year = "2015",
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T1 - Is self-monitoring an effective option for people receiving long-term vitamin K antagonist therapy? A systematic review and economic evaluation

AU - Sharma, Pawana

AU - Scotland, Graham

AU - Cruickshank, Moira

AU - Tassie, Emma

AU - Fraser, Cynthia

AU - Burton, Christopher David

AU - Croal, Bernard

AU - Ramsay, Craig R

AU - Brazzelli, Miriam Giovanna

N1 - Date of Acceptance: 07/05/15 This is an Open Access article distributed in accordance with the terms of the Creative Commons Attribution (CC BY 4.0) license, which permits others to distribute, remix, adapt and build upon this work, for commercial use, provided the original work is properly cited. See: http://creativecommons.org/licenses/by/4.0/ Acknowledgements The authors would like to thank the investigators who kindly provided additional trials details, the NICE Assessment Subgroup specialist members (Dianna Oxley, Dianne Kitchen, Niall O’Keeffe, Peter Birtles, Peter MacCallum, Rishabh Prasad, and Sue Rhodes) for their assistance with some queries related to the interventions and their use in clinical practice, Charles Boachie for statistical support, and Lara Kemp for secretarial support. Funding This report was commissioned by the NIHR HTA Programme as project number 13/06/2001. The Health Services Research Unit, and Health Economics Research Unit, Institute of Applied Health Sciences, University of Aberdeen, are both core-funded by the Chief Scientist Office of the Scottish Government Health Directorates. The views expressed in this report are those of the authors and not necessarily those of the Chief Scientist Office of the Scottish Government Health Directorates, NIHR HTA Programme or the Department of Health. Any errors are the responsibility of the authors.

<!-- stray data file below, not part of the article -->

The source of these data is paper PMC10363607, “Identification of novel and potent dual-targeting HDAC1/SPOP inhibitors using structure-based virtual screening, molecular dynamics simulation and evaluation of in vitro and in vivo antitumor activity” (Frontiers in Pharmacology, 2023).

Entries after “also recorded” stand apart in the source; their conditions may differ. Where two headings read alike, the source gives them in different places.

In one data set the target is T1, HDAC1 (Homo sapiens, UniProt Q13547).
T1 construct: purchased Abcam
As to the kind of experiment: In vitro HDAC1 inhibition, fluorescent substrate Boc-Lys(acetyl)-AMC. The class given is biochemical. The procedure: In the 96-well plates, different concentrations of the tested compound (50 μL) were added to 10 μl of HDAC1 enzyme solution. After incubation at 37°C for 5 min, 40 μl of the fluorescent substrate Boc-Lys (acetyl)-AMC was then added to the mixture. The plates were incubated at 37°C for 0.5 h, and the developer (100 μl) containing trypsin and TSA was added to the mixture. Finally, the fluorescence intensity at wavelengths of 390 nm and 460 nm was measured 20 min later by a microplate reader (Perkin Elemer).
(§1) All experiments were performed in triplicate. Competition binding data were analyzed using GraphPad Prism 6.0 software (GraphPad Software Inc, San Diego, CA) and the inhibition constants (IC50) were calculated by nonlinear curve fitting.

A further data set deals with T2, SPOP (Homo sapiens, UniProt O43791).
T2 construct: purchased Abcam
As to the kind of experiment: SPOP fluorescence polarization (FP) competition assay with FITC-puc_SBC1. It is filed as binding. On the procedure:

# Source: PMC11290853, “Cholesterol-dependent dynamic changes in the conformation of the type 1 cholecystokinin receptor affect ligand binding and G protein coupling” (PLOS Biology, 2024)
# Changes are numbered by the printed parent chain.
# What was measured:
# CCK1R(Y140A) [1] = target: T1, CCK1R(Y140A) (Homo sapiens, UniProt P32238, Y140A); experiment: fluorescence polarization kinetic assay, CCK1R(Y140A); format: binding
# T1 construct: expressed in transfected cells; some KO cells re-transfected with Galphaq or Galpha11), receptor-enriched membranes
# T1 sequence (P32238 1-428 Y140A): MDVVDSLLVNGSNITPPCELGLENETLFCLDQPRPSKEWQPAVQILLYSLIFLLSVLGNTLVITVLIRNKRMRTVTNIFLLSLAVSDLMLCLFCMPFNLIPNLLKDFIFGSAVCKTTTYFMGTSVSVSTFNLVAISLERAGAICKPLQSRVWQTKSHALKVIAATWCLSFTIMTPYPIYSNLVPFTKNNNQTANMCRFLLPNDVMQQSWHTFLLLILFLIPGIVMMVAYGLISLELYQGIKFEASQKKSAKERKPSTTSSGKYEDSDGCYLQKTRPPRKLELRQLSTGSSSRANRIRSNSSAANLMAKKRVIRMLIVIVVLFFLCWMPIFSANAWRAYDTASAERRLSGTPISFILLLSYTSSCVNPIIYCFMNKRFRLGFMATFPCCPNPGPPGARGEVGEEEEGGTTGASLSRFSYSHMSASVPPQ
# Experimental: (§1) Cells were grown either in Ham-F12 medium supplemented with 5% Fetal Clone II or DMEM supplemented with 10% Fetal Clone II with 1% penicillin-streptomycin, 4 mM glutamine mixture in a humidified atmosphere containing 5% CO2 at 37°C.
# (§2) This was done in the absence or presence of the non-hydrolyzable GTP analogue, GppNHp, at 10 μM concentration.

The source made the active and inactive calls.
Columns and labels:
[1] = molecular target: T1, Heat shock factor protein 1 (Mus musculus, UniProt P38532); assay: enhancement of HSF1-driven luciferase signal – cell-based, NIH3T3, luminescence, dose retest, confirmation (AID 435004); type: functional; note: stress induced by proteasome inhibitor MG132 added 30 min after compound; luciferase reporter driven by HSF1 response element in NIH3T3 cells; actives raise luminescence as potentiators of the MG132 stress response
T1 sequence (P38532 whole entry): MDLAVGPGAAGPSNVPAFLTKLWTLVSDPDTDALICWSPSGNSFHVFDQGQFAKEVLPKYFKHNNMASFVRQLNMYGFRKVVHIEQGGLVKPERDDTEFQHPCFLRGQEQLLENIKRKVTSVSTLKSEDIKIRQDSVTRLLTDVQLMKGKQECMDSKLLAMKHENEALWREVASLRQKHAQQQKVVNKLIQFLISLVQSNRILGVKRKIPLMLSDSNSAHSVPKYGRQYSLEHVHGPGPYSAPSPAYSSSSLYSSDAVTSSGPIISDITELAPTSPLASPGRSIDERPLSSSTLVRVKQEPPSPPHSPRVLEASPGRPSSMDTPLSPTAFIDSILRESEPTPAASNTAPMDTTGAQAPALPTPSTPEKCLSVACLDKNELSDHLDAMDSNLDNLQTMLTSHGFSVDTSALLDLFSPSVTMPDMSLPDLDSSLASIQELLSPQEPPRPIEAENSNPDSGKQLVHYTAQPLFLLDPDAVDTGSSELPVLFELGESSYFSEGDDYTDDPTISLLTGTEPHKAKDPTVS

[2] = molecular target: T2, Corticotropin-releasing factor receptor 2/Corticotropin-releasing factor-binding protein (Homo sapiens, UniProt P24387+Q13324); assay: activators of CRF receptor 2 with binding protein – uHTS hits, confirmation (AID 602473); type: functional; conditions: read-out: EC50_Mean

PY - 2015/6/25

Y1 - 2015/6/25

N2 - Objectives To investigate the clinical and cost-effectiveness of self-monitoring of coagulation status in people receiving long-term vitamin K antagonist therapy compared with standard clinic care. Design Systematic review of current evidence and economic modelling. Data sources Major electronic databases were searched up to May 2013. The economic model parameters were derived from the clinical effectiveness review, routine sources of cost data and advice from clinical experts. Study eligibility criteria Randomised controlled trials (RCTs) comparing self-monitoring versus standard clinical care in people with different clinical conditions. Self-monitoring included both self-management (patients conducted the tests and adjusted their treatment according to an algorithm) and self-testing (patients conducted the tests, but received treatment recommendations from a clinician). Various point-of-care coagulometers were considered.

AB - Objectives To investigate the clinical and cost-effectiveness of self-monitoring of coagulation status in people receiving long-term vitamin K antagonist therapy compared with standard clinic care. Design Systematic review of current evidence and economic modelling. Data sources Major electronic databases were searched up to May 2013. The economic model parameters were derived from the clinical effectiveness review, routine sources of cost data and advice from clinical experts. Study eligibility criteria Randomised controlled trials (RCTs) comparing self-monitoring versus standard clinical care in people with different clinical conditions. Self-monitoring included both self-management (patients conducted the tests and adjusted their treatment according to an algorithm) and self-testing (patients conducted the tests, but received treatment recommendations from a clinician). Various point-of-care coagulometers were considered.

U2 - 10.1136/bmjopen-2015-007758

DO - 10.1136/bmjopen-2015-007758

M3 - Article

VL - 5

JO - BMJ Open

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SN - 2044-6055

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ER -